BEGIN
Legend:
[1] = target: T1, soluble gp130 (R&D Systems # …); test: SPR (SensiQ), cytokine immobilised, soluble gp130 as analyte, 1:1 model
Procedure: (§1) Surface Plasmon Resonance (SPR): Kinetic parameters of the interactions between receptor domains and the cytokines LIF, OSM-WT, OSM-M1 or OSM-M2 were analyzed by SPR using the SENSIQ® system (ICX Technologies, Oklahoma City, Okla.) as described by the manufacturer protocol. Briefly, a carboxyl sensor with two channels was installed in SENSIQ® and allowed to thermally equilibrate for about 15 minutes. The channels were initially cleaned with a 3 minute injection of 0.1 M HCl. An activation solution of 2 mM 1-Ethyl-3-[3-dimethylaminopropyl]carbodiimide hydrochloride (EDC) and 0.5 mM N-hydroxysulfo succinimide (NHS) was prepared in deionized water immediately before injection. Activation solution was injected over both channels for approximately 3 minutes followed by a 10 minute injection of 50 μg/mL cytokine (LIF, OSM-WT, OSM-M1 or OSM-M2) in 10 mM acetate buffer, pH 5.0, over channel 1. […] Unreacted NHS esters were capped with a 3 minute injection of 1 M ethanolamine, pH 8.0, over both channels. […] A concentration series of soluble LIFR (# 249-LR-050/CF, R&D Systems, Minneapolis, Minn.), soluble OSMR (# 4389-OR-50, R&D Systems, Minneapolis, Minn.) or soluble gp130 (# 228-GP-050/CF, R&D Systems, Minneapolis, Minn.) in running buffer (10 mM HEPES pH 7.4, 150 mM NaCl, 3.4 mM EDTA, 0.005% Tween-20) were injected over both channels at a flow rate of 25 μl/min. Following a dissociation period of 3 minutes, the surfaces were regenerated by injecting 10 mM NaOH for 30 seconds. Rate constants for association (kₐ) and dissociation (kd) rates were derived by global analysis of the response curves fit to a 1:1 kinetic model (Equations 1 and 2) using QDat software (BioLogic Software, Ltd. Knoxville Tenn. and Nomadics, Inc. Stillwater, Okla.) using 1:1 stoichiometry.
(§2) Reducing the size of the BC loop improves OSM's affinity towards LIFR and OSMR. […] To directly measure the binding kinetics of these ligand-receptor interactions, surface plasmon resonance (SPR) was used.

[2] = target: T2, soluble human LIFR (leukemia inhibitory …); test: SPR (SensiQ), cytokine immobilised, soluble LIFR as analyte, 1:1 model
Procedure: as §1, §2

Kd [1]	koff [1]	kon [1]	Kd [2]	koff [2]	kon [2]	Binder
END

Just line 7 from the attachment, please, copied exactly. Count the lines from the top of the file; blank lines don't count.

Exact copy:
Kd [1]	koff [1]	kon [1]	Kd [2]	koff [2]	kon [2]	Binder